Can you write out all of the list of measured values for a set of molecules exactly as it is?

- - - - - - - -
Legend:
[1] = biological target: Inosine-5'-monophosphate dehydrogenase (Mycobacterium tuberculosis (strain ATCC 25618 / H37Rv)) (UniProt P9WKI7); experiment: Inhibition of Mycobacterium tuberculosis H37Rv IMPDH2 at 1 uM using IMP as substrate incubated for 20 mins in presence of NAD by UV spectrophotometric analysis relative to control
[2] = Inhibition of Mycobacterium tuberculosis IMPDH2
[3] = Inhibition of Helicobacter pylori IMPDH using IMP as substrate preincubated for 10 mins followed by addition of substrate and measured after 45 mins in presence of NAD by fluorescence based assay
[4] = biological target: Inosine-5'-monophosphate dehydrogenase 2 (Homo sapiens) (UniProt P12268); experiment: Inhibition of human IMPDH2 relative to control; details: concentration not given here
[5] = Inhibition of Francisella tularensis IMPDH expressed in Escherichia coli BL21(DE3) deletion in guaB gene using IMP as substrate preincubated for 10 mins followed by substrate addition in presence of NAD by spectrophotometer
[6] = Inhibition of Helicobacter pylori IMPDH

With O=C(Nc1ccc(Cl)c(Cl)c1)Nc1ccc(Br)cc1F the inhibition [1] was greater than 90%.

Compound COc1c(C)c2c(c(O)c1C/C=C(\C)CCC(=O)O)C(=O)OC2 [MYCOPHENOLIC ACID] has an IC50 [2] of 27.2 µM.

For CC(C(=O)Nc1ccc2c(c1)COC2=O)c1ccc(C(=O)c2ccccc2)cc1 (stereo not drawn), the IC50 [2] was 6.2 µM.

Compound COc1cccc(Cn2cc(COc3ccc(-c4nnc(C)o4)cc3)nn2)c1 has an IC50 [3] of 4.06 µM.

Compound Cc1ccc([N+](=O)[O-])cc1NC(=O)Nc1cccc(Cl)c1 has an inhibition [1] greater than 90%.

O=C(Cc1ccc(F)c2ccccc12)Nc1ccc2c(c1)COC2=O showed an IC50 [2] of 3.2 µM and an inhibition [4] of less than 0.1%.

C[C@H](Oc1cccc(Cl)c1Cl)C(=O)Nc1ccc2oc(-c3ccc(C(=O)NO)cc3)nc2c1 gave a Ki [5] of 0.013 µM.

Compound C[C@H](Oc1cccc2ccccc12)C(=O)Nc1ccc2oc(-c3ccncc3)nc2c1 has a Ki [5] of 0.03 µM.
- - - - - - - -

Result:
Legend:
[1] = biological target: Inosine-5'-monophosphate dehydrogenase (Mycobacterium tuberculosis (strain ATCC 25618 / H37Rv)) (UniProt P9WKI7); experiment: Inhibition of Mycobacterium tuberculosis H37Rv IMPDH2 at 1 uM using IMP as substrate incubated for 20 mins in presence of NAD by UV spectrophotometric analysis relative to control
[2] = Inhibition of Mycobacterium tuberculosis IMPDH2
[3] = Inhibition of Helicobacter pylori IMPDH using IMP as substrate preincubated for 10 mins followed by addition of substrate and measured after 45 mins in presence of NAD by fluorescence based assay
[4] = biological target: Inosine-5'-monophosphate dehydrogenase 2 (Homo sapiens) (UniProt P12268); experiment: Inhibition of human IMPDH2 relative to control; details: concentration not given here
[5] = Inhibition of Francisella tularensis IMPDH expressed in Escherichia coli BL21(DE3) deletion in guaB gene using IMP as substrate preincubated for 10 mins followed by substrate addition in presence of NAD by spectrophotometer
[6] = Inhibition of Helicobacter pylori IMPDH

With O=C(Nc1ccc(Cl)c(Cl)c1)Nc1ccc(Br)cc1F the inhibition [1] was greater than 90%.

Compound COc1c(C)c2c(c(O)c1C/C=C(\C)CCC(=O)O)C(=O)OC2 [MYCOPHENOLIC ACID] has an IC50 [2] of 27.2 µM.

For CC(C(=O)Nc1ccc2c(c1)COC2=O)c1ccc(C(=O)c2ccccc2)cc1 (stereo not drawn), the IC50 [2] was 6.2 µM.

Compound COc1cccc(Cn2cc(COc3ccc(-c4nnc(C)o4)cc3)nn2)c1 has an IC50 [3] of 4.06 µM.

Compound Cc1ccc([N+](=O)[O-])cc1NC(=O)Nc1cccc(Cl)c1 has an inhibition [1] greater than 90%.

O=C(Cc1ccc(F)c2ccccc12)Nc1ccc2c(c1)COC2=O showed an IC50 [2] of 3.2 µM and an inhibition [4] of less than 0.1%.

C[C@H](Oc1cccc(Cl)c1Cl)C(=O)Nc1ccc2oc(-c3ccc(C(=O)NO)cc3)nc2c1 gave a Ki [5] of 0.013 µM.

Compound C[C@H](Oc1cccc2ccccc12)C(=O)Nc1ccc2oc(-c3ccncc3)nc2c1 has a Ki [5] of 0.03 µM.